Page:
Tag Archives: test

5 Effective Ways for Usability Testing to Play Nice with Agile Design

5 Effective Ways for Usability Testing to Play Nice with Agile

Usability testing has been a fundamental tool in the UX arsenal for decades now. The value of actually meeting your customers and letting them experience your product makes a significant impact to the shape of that product. In it’s most formal version, testing can be a multi-day, multi-thousand $/€ process that delivers final analysis days if not weeks later. With many organizations moving to an Agile philosophy and methodology, UX practitioners are finding it difficult to integrate formal usability testing into this faster-paced, iterative approach to software development.

See? Lions and zebras can get along. So, too, can Agile and Usability Testing.

See? Lions and zebras can get along. So, too, can Agile and Usability Testing.

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img_3 How-tos

The Perfect Task: Optimizing Usability Tasks And Questions

Automated remote usability testing is a very simple and efficient way to gather feedback on digital interfaces – if done correctly. When you do usability testing automated AND remotely, it’s good to keep in mind that the participant is missing some common communication channels. You ask participants for feedback, but you can’t see their faces, while your participants can’t ask any questions to express discomfort or uncertainty. When you’re aware of these limitations you’re able to compensate for  it by carefully designing your test questions.

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Mashable redesign: What draws attention? Demo UX Cases

Mashable redesign: What draws attention?

Mashable made a fresh start of the new year by launching a redesign. The intention of this new design was to put more focus on the stories, removing clutter, and dividing the content into sections (Home, Social MediaMobile, Web Video, Entertainment, Business, Tech, and Jobs). In the past week more than 150 people commented on the blog post about the new design. Most reactions on Mashable seem to be positive about the new look and feel: ‘Fresh & clean’, ‘I like the sections’, ‘More professional’, and ‘Clean and Simple’. What are the most important changes in this design iteration and what can we learn from feedback? We asked 60 social-media-savy participants for feedback.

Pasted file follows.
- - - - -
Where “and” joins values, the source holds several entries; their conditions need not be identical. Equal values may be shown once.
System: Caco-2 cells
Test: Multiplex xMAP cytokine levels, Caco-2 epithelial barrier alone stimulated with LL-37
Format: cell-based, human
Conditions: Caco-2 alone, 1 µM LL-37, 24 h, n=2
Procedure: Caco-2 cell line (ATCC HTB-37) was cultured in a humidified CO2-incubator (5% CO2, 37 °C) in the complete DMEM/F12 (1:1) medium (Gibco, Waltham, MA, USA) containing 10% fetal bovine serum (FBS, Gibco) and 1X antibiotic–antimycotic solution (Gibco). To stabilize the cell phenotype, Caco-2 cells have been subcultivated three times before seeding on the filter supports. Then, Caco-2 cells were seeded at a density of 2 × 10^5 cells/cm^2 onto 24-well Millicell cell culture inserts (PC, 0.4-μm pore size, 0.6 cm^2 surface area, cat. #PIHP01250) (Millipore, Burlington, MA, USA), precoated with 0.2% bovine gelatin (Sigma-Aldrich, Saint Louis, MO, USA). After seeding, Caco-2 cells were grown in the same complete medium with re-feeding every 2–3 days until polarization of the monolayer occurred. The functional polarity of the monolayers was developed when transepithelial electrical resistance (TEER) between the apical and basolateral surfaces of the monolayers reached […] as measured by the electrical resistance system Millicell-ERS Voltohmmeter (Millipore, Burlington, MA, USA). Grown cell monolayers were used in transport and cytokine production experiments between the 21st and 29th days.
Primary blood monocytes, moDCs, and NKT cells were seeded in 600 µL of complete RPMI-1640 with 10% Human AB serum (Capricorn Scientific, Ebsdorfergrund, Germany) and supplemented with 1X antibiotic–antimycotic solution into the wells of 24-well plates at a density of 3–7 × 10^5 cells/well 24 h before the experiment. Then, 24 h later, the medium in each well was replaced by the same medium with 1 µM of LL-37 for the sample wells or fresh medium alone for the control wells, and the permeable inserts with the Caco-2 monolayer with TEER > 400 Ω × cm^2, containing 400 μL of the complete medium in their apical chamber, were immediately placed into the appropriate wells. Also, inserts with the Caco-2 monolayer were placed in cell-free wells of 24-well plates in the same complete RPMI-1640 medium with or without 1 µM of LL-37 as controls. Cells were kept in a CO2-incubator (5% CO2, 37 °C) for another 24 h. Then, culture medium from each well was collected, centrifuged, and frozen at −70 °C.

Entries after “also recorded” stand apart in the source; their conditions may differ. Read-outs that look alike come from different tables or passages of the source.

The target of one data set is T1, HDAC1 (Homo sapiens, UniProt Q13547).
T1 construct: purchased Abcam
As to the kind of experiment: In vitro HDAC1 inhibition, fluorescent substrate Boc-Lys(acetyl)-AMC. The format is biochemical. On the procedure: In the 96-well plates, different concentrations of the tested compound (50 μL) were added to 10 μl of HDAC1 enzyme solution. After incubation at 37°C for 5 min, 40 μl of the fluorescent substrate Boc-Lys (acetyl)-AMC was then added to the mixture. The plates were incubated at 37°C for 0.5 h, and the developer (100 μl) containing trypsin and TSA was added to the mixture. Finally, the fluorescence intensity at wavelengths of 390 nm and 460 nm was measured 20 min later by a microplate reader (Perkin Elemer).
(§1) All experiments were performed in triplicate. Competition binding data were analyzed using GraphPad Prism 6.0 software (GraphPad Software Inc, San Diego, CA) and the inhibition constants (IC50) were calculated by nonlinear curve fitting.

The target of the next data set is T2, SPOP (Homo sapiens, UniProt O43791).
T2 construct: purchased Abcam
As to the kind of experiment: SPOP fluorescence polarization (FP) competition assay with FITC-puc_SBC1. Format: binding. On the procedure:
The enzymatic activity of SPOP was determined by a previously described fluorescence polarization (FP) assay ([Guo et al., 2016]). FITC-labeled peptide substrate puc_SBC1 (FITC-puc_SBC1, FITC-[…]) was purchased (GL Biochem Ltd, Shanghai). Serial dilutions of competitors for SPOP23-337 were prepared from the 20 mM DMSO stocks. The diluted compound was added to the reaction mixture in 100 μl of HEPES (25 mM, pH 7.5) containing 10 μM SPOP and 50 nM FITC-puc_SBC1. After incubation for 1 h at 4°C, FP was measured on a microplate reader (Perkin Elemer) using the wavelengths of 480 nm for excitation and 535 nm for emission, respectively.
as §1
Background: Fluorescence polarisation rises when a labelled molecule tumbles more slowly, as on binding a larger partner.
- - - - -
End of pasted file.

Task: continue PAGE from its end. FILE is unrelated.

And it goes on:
Mashable: What draws attention?

Mashable: What draws attention?

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Underdogs beat Expedia in usability showdown Demo UX Cases

Underdogs beat Expedia in usability showdown

The international travel site Expedia (Alexa Rank 816) gets defeated by its competitors Hotwire, Priceline, and Travelocity on basic usability tasks. Expedia performed the worst in a usability showdown between the four major international travel sites. A total of 148 people participated in this usability test and tried to perform three basic tasks on one of the four websites.

Alexa rank for Expedia, Hotwire, Travelocity, and Priceline

Alexa rank for Expedia, Hotwire, Travelocity, and Priceline

Book a room in Amsterdam

The 148 participants tried to book a hotel room in Amsterdam in a certain price range on one of the four big travel websites. They had to find a way to search for a hotel room (task 1), limit their search on price (task 2), and book a room in the correct price range (task 3). The task performance was measured by the success rate and the time per task.

Expedia homepage

Expedia, Hotwire, Travelocity, and Priceline

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Test your mobile site or app with Usabilla Announcements

Test your mobile site or app with Usabilla

In about 2 weeks we’ll introduce a new update of our test interface, which will make it even easier for participants to rate a web page or concept. Currently we have an average conversion rate of about 30% on all our tests, we hope to improve this with the new interface. The new release will make it easier to add notes and will offer options for additional instructions to help your participants with some extra instructions or context.

We’re also going to introduce a mobile version for Android and iPhone about two weeks later. In about 4 weeks you’ll be able to test your mobile apps and websites on the iPhone and Android phones. Users can use the same simple test interface we offer for standard tests in their mobile browser to answer questions and annotate your mobile interfaces.

Sign up for our free beta and you’ll be the first to try our mobile version.

Improving usability for participants How-tos

Improving usability for participants

We have been working on some usability improvements in our frontend. These changes have been released last week and should enhance the user experience for your participants. Users get a clear introduction before they start the test. The toolbar has been simplified, the dimming on the mockups has been removed and users no longer need to register before they can rate a page. These improvements should push up the conversion rates for your tests.

First testcase: The Next Web 2009 Announcements

First testcase: The Next Web 2009

The past months we’ve been working on a prototype for our online usability testsuite. The enthousiasm and efforts of our team are beginning to pay off. We’re making big progress on the both the backend and frontend.

Last week we kicked off with a basic test of our frontend and asked users to give their feedback on the website of The Next Web 2009. With the help of some early beta subscribers we collected an interesting dataset, which can be used to optimize our analysis. We could still use some extra input from others, so if you’re curious and want to be one of the first to start your own simple usability test in the future: sign up for our beta.

Usabilla - Feedback for The Next Web 2009